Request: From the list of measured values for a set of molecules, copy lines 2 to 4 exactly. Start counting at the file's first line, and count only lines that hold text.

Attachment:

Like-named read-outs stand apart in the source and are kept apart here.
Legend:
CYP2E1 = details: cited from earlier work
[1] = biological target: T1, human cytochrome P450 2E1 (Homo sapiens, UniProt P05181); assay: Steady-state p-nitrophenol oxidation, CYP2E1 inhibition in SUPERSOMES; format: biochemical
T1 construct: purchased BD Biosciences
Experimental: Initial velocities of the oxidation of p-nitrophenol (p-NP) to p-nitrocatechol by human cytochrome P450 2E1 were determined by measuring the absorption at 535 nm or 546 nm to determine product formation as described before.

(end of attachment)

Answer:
Legend:
CYP2E1 = details: cited from earlier work
[1] = biological target: T1, human cytochrome P450 2E1 (Homo sapiens, UniProt P05181); assay: Steady-state p-nitrophenol oxidation, CYP2E1 inhibition in SUPERSOMES; format: biochemical